Monday, November 23, 2009

If you love books, set them free



For people who love books letting them go, even if you have no intention of reading them again, is one of the hardest things to do. And yes, I am speaking from experience here. An ex-boyfriend of mine once took a series of photos of my double-stacked and groaning bookshelf on his mobile phone so that could bring them out at parties and pubs to show our friends. He couldn’t comprehend how anyone could read so many books, which come to think of it, pretty much illustrates why he’s now an ex…

They may be cluttering up bookshelves and gathering layers of dust, but like so many old friends, it’s impossible to just throw books away. Sacrilege! So, in the name of conducting a Spring clean on my aforementioned double-stacked and groaning bookshelf, I’ve come up with some other book-obsessive- friendlier ideas for letting them go gracefully…

Tag and release
Book crossing  is a worldwide book recycling movement that relies on serendipity to keep books moving. The idea is that books are tagged with a unique Book Crossing number and released "into the wild” in random places for other people to find, read and hopefully pass back on again. Each book has its own online log, which people who find and read the book can add to, allowing the book to be tracked as its travels around the world. In the last 30 days 805 books have been released into the wild in Australia that haven’t been caught yet.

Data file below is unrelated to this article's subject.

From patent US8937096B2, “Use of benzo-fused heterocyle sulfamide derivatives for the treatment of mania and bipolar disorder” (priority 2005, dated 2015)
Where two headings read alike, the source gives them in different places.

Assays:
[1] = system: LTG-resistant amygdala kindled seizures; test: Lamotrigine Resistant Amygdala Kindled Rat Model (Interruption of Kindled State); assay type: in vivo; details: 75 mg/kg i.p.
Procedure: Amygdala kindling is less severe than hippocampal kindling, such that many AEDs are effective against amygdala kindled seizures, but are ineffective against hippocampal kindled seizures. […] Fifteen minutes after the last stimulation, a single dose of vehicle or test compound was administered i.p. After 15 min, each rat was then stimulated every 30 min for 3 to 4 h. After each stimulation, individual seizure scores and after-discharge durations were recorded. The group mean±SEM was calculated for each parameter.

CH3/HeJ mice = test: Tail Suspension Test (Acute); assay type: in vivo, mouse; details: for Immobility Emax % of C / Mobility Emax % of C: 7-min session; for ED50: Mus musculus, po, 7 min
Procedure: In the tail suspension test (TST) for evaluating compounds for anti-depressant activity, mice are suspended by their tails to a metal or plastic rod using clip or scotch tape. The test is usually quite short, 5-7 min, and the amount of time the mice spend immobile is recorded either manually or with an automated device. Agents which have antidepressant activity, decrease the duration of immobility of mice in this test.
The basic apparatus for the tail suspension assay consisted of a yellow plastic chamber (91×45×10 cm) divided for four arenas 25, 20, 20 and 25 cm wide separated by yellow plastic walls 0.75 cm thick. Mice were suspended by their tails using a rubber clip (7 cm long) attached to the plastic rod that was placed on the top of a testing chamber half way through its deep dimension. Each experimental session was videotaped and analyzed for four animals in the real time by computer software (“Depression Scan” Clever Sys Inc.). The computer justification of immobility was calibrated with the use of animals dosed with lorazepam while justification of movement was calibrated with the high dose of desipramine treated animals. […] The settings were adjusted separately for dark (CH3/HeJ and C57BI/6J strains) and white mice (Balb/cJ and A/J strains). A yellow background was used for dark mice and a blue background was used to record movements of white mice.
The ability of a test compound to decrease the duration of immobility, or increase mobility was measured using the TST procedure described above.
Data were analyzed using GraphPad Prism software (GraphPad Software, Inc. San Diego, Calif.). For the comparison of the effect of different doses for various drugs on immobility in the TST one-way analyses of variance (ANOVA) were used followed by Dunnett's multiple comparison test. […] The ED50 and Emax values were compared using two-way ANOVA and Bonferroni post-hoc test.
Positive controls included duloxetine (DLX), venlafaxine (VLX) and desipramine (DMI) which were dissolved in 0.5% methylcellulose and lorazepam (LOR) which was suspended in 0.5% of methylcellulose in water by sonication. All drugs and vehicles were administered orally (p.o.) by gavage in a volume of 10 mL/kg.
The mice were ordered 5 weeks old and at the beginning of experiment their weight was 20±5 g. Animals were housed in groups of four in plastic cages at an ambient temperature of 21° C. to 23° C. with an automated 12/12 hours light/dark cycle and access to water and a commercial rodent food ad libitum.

Help the homeless
Started by a Sydney woman, the Benjamin Andrew Footpath Library distributes books to homeless and disadvantaged people living in hostels and on the streets, and through community organisations in Sydney and Melbourne.

Swap online
Greenerbooks.com.au is a new book swapping website, which aims to promote and encourage the saving of trees. For every book members put up on the site, they receive credits (known as branches) to receive other books. Books are swapped on a one for one basis. For every 116 books (roughly the amount of books which can be made from one tree) that get swapped, the website will support the planting of a tree.

Donate to a charity store
Charities such as the Salvation Army, St Vincent De Paul and Lifeline raise up to 80% of their revenue from fundraising and retail operations, relying on donations including books to stock their shops. Lifeline also hosts a huge book fair each year.

Support classical music
Sydneysiders can donate books to 2MBS-FM’s Book & Music Bazaar, held regularly at various locations throughout Sydney, to raise funds for this not-for-profit radio station.

Support your local community
Schools always welcome donations of books for sale at school fetes, and local libraries are after good quality recent releases.


Ps: the photo is of a much tidier, more organised bookshelf than my own. Something to aspire to!

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